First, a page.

• The Interpersonal Foundations of Anti-Atheist Prejudice

    Author:
    Michael Magee
    Year of Dissertation:
    2011
    Program:
    Psychology
    Advisor:
    Curtis Hardin
    Abstract:

    Anti-atheist prejudice in the U.S. is socially accepted and rife--and not just because most Americans are religious. This research suggests that hostility toward atheists is related in part to protecting parental relationships. To the extent that they are established within parental relationships, shared reality theory implies that religious beliefs and associated attitudes will be psychologically defended to the extent that the parental relationships engaged are strong, healthy, and vital (Magee & Hardin, 2010; see also Hardin & Higgins, 1996). Three experiments examined the regulation of anti-atheist prejudice in the defense and protection of religious shared realities with parents, as implied by shared reality theory, and used parental attachment as an indicator of the strength and vitality of the parental relationship. The first two experiments explored parental attachment in the regulation of automatic anti-atheist prejudice during social interactions. In Experiment 1, automatic attitudes toward atheists were assessed with a subliminal sequential priming task in a social tuning paradigm in which the experimenter casually mentioned he was an atheist, or did not (e.g., Lowery et al., 2001). Interacting with an atheist reduced automatic anti-atheist prejudice among those with low parental attachment and, if anything, increased automatic anti-atheist prejudice among those with high parental attachment. Experiment 2 tested the causal role of parental attachment by experimentally manipulating parental attachment with an essay task and found complementary results: Interacting with an atheist reduced automatic anti-atheist prejudice among those with low manipulated parental attachment, increased automatic anti-atheist prejudice among those with high manipulated parental attachment, and did not affect automatic anti-atheist prejudice among those in a non-parental salience comparison condition. Experiment 3 manipulated the mere cognitive salience of the concept `atheist' (in the absence of relationship demands) via a subliminal prime word task. Subliminal exposure to the word atheist reduced explicit anti-atheist prejudice among those with low parental attachment and low parental religious shared reality, but not among those with high parental attachment or high parental religious shared reality. This research suggests that when religious people interact with atheists (or think about atheists) anti-atheist prejudice is activated and then regulated by parental attachment.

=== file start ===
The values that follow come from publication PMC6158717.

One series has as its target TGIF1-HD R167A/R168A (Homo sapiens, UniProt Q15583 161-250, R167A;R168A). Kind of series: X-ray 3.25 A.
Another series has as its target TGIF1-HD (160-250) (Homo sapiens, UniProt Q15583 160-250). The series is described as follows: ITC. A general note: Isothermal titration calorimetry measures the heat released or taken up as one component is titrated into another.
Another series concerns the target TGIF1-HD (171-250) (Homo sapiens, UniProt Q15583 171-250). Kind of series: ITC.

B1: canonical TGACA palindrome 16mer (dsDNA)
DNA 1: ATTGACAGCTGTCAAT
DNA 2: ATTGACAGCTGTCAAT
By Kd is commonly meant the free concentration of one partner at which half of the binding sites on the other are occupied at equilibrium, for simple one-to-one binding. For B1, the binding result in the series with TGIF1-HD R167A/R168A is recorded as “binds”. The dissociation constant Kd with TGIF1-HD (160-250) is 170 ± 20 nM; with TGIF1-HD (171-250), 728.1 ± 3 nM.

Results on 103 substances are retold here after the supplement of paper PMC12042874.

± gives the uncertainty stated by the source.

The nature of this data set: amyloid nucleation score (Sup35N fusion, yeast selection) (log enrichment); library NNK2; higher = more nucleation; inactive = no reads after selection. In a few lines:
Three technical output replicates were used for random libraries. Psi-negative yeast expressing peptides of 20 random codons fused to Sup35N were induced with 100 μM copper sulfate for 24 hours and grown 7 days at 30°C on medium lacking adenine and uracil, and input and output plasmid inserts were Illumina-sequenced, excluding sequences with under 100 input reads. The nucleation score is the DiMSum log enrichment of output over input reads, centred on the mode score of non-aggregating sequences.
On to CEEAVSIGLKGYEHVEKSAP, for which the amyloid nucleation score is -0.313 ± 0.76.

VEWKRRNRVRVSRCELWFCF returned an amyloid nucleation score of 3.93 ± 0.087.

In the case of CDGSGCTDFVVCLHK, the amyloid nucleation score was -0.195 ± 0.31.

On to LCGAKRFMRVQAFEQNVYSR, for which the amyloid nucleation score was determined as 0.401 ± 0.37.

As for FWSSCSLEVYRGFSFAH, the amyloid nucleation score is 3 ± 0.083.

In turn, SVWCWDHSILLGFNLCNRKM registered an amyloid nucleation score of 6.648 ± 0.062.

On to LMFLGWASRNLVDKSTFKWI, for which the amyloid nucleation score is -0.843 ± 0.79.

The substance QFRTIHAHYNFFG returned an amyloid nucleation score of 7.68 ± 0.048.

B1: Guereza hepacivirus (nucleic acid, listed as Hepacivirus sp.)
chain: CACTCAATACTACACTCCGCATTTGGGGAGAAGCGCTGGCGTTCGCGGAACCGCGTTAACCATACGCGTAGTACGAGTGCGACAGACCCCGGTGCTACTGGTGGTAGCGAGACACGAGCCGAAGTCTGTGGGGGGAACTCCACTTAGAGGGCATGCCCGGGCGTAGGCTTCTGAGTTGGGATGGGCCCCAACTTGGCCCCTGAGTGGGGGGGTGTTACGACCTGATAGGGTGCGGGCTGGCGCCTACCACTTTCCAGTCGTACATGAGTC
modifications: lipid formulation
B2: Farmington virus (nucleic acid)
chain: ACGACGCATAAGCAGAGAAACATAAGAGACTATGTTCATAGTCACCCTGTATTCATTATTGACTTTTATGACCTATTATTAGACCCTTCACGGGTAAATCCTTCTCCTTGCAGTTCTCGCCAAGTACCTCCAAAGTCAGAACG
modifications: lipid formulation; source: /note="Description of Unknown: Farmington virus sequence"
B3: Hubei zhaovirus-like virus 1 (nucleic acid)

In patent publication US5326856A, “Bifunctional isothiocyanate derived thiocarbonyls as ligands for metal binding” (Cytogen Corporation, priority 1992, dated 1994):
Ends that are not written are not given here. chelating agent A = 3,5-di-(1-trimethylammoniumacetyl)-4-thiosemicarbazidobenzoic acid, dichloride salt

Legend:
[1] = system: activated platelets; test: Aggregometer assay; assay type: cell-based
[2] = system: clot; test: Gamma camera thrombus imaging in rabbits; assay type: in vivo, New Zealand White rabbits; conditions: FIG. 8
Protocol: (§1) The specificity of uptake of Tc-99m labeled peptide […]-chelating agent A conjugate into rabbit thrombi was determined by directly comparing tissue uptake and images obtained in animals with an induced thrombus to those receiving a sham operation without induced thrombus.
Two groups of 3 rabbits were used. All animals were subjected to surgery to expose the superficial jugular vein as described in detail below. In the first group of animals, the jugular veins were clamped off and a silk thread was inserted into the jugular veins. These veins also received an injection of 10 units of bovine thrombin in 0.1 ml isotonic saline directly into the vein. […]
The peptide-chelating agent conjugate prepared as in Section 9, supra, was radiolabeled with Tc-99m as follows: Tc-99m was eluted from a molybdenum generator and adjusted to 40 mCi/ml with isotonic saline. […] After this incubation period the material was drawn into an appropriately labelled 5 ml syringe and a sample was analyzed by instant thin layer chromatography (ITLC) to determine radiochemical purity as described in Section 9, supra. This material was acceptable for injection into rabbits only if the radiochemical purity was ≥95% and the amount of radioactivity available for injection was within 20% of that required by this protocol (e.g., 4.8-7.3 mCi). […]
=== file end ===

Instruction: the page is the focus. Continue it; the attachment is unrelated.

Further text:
• Fructose-Conditioned Flavor-Flavor Preferences in the Rat: Role of Dopaminergic Receptor Subtypes in the Nucleus Accumbens, Amygdala, and Medial Prefrontal Cortex

    Author:
    Danielle Malkusz
    Year of Dissertation:
    2013
    Program:
    Psychology
    Advisor:
    Richard Bodnar
    Abstract: